The following URIs exemplify what might be used by modules that are not Standards Track. Note that the domain "example.com" SHOULD be used by example modules in IETF I-Ds. These URIs are not intended to be dereferenced. They are used for module namespace identification only.

Example URIs using URLs per [RFC3986]:

    https://example.com/ns/example-interfaces

    https://example.com/ns/example-system

Example URIs using tags per [RFC4151]:

    tag:example.com,2017:example-interfaces

    tag:example.com,2017:example-system

4.10. Top-Level Data Definitions

The top-level data organization SHOULD be considered carefully, in advance. Data model designers need to consider how the functionality for a given protocol or protocol family will grow over time.

The separation of configuration data and operational state SHOULD be considered carefully. It is sometimes useful to define separate top- level containers for configuration and non-configuration data. For some existing top-level data nodes, configuration data was not in scope, so only one container representing operational state was created. Refer to NMDA [RFC8342] for details.

The number of top-level data nodes within a module SHOULD be minimized. It is often useful to retrieve related information within a single subtree. If data is too distributed, it becomes difficult to retrieve all at once.

The names and data organization SHOULD reflect persistent information, such as the name of a protocol. The name of the working group SHOULD NOT be used because this may change over time.

A mandatory database data definition is defined as a node that a client must provide for the database to be valid. The server is not required to provide a value.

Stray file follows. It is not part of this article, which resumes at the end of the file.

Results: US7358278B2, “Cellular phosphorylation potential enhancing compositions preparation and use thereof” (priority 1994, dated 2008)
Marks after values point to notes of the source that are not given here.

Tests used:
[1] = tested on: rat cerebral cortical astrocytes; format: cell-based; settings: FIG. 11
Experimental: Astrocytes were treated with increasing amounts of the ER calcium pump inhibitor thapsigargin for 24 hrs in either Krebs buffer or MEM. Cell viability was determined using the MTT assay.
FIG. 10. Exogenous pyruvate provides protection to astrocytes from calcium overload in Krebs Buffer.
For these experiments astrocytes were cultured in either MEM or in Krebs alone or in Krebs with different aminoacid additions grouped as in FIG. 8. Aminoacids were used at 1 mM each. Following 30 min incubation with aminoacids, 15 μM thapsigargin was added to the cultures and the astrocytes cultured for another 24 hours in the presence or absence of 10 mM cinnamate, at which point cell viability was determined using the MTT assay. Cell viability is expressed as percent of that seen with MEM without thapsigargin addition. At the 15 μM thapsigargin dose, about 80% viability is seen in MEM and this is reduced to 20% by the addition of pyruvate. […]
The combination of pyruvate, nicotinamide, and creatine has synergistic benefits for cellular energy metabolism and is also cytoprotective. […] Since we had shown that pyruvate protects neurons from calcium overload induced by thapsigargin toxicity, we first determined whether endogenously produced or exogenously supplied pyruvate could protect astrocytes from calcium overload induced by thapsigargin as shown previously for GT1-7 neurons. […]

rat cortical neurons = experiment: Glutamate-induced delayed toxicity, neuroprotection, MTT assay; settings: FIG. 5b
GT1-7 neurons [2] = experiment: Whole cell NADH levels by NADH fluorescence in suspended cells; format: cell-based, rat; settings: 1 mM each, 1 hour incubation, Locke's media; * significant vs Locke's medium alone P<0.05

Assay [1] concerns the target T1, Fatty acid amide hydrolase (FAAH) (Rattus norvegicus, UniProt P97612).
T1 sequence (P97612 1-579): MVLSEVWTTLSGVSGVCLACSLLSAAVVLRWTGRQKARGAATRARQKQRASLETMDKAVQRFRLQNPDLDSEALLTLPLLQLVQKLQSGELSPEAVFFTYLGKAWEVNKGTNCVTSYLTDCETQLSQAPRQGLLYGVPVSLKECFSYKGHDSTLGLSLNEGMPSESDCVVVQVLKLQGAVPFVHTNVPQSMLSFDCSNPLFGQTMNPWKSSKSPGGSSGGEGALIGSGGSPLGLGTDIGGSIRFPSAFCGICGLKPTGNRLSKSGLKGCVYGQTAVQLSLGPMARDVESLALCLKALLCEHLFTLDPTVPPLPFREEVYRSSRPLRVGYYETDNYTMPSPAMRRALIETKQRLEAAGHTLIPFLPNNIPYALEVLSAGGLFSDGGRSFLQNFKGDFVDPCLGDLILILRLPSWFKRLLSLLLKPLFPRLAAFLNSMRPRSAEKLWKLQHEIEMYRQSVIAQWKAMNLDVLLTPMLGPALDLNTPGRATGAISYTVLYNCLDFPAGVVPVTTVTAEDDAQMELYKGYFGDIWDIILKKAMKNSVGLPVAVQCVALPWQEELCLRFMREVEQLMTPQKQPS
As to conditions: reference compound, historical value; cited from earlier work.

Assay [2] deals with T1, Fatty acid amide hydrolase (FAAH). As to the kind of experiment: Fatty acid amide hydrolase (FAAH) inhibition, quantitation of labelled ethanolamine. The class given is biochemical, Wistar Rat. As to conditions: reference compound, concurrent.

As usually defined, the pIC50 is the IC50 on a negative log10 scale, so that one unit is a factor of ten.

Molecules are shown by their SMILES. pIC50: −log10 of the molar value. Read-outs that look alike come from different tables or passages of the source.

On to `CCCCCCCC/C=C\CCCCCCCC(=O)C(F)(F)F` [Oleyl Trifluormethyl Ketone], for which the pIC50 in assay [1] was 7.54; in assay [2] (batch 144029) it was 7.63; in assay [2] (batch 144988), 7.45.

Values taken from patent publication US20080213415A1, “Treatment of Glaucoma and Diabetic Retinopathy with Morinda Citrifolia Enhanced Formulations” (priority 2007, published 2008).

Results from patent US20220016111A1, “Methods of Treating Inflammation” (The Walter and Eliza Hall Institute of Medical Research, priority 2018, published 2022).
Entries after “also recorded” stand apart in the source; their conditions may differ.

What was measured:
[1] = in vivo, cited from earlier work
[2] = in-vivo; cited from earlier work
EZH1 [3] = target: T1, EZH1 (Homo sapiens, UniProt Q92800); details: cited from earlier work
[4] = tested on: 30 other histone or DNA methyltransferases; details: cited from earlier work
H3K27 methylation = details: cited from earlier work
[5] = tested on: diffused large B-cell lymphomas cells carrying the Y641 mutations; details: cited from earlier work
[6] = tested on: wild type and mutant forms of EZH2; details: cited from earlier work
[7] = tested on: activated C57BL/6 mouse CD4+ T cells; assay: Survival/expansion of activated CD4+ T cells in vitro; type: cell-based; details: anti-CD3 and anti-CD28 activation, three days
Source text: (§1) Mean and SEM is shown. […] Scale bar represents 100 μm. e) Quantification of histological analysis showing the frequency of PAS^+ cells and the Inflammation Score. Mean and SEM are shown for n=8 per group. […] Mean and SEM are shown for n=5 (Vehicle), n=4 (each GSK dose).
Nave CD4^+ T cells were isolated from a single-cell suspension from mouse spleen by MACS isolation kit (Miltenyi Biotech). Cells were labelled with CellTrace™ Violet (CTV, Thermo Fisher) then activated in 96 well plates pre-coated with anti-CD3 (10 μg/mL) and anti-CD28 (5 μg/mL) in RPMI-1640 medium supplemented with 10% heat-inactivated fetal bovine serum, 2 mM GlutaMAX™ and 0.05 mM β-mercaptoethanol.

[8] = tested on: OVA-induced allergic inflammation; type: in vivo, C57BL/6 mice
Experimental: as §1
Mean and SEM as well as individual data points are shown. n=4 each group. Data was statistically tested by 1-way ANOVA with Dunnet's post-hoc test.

Top-level database data definitions MUST NOT be mandatory. If a mandatory node appears at the top level, it will immediately cause the database to be invalid. This can occur when the server boots or when a module is loaded dynamically at runtime.

4.11. Data Types

Selection of an appropriate data type (i.e., built-in type, existing derived type, or new derived type) is very subjective; therefore, few requirements can be specified on that subject.

Data model designers SHOULD use the most appropriate built-in data type for the particular application.

The signed numeric data types (i.e., "int8", "int16", "int32", and "int64") SHOULD NOT be used unless negative values are allowed for the desired semantics.

4.11.1. Fixed-Value Extensibility

If the set of values is fixed and the data type contents are controlled by a single naming authority, then an enumeration data type SHOULD be used.

    leaf foo {
      type enumeration {
        enum one;
        enum two;
      }
    }

If extensibility of enumerated values is required, then the "identityref" data type SHOULD be used instead of an enumeration or other built-in type.

    identity foo-type {
      description "Base for the extensible type";
    }

    identity one {
      base f:foo-type;
    }

    identity two {
      base f:foo-type;
    }

    leaf foo {
      type identityref {
        base f:foo-type;
      }
    }

Note that any module can declare an identity with base "foo-type" that is valid for the "foo" leaf. Identityref values are considered to be qualified names.

4.11.2. Patterns and Ranges